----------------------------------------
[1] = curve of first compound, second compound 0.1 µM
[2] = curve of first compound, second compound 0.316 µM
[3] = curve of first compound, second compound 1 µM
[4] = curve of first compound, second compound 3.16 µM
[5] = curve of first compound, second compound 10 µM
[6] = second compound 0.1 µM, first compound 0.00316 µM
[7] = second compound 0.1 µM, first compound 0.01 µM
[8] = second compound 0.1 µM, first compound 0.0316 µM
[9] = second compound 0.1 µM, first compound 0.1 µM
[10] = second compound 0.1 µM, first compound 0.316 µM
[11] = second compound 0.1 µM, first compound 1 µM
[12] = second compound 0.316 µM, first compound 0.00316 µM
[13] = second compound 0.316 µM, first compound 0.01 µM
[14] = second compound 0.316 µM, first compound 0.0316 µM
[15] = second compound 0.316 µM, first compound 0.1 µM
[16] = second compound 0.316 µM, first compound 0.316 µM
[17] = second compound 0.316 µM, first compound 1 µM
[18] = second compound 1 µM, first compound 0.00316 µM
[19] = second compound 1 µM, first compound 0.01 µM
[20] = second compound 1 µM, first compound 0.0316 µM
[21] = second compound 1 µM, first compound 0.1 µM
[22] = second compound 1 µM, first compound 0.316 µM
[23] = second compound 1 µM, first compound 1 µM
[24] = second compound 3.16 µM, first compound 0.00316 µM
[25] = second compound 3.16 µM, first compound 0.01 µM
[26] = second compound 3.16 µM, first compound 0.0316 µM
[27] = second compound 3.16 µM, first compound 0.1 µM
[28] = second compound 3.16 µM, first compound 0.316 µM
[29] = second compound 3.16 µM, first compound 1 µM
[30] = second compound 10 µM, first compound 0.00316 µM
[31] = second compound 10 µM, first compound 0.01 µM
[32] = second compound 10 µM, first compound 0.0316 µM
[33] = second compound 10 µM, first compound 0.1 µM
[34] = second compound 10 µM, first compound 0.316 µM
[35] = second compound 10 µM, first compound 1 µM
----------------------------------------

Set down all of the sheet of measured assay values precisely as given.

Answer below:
[1] = curve of first compound, second compound 0.1 µM
[2] = curve of first compound, second compound 0.316 µM
[3] = curve of first compound, second compound 1 µM
[4] = curve of first compound, second compound 3.16 µM
[5] = curve of first compound, second compound 10 µM
[6] = second compound 0.1 µM, first compound 0.00316 µM
[7] = second compound 0.1 µM, first compound 0.01 µM
[8] = second compound 0.1 µM, first compound 0.0316 µM
[9] = second compound 0.1 µM, first compound 0.1 µM
[10] = second compound 0.1 µM, first compound 0.316 µM
[11] = second compound 0.1 µM, first compound 1 µM
[12] = second compound 0.316 µM, first compound 0.00316 µM
[13] = second compound 0.316 µM, first compound 0.01 µM
[14] = second compound 0.316 µM, first compound 0.0316 µM
[15] = second compound 0.316 µM, first compound 0.1 µM
[16] = second compound 0.316 µM, first compound 0.316 µM
[17] = second compound 0.316 µM, first compound 1 µM
[18] = second compound 1 µM, first compound 0.00316 µM
[19] = second compound 1 µM, first compound 0.01 µM
[20] = second compound 1 µM, first compound 0.0316 µM
[21] = second compound 1 µM, first compound 0.1 µM
[22] = second compound 1 µM, first compound 0.316 µM
[23] = second compound 1 µM, first compound 1 µM
[24] = second compound 3.16 µM, first compound 0.00316 µM
[25] = second compound 3.16 µM, first compound 0.01 µM
[26] = second compound 3.16 µM, first compound 0.0316 µM
[27] = second compound 3.16 µM, first compound 0.1 µM
[28] = second compound 3.16 µM, first compound 0.316 µM
[29] = second compound 3.16 µM, first compound 1 µM
[30] = second compound 10 µM, first compound 0.00316 µM
[31] = second compound 10 µM, first compound 0.01 µM
[32] = second compound 10 µM, first compound 0.0316 µM
[33] = second compound 10 µM, first compound 0.1 µM
[34] = second compound 10 µM, first compound 0.316 µM
[35] = second compound 10 µM, first compound 1 µM